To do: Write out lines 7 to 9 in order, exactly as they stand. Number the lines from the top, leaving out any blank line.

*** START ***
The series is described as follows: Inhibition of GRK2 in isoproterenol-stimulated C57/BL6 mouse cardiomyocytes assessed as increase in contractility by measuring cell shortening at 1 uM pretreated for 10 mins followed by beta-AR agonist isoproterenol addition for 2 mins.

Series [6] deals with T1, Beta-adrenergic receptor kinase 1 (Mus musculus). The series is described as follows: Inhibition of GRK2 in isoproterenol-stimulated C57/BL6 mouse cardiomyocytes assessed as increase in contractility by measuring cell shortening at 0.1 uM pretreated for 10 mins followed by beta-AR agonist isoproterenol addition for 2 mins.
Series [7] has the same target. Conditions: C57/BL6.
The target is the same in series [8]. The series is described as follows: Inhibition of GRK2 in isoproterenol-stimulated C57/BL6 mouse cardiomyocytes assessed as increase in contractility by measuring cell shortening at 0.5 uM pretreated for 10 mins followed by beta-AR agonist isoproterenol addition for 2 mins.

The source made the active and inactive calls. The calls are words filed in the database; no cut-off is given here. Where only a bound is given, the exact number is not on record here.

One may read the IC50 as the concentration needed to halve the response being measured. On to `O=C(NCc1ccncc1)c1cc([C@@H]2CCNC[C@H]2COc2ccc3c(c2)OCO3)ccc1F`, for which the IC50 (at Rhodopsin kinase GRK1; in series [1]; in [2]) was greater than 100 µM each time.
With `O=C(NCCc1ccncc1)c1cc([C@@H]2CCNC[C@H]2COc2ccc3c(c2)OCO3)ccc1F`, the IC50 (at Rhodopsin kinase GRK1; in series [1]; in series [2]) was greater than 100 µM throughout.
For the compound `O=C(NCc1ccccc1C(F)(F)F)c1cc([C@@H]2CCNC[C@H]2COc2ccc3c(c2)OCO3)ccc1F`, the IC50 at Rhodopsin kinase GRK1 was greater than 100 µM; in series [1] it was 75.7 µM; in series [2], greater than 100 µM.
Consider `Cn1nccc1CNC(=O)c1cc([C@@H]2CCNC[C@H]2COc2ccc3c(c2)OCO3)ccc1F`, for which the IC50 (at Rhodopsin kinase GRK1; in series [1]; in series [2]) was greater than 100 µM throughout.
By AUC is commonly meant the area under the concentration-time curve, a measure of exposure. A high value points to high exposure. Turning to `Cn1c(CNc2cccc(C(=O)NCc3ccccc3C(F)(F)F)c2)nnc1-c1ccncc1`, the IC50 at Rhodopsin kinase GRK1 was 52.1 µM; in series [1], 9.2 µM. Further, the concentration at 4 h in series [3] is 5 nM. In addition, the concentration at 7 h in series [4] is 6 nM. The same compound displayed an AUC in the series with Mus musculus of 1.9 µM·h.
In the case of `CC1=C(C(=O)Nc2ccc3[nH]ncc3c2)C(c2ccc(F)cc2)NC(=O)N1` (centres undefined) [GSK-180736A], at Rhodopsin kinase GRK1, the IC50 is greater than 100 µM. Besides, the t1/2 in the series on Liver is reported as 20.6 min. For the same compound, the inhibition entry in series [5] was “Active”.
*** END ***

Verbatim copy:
With `O=C(NCCc1ccncc1)c1cc([C@@H]2CCNC[C@H]2COc2ccc3c(c2)OCO3)ccc1F`, the IC50 (at Rhodopsin kinase GRK1; in series [1]; in series [2]) was greater than 100 µM throughout.
For the compound `O=C(NCc1ccccc1C(F)(F)F)c1cc([C@@H]2CCNC[C@H]2COc2ccc3c(c2)OCO3)ccc1F`, the IC50 at Rhodopsin kinase GRK1 was greater than 100 µM; in series [1] it was 75.7 µM; in series [2], greater than 100 µM.
Consider `Cn1nccc1CNC(=O)c1cc([C@@H]2CCNC[C@H]2COc2ccc3c(c2)OCO3)ccc1F`, for which the IC50 (at Rhodopsin kinase GRK1; in series [1]; in series [2]) was greater than 100 µM throughout.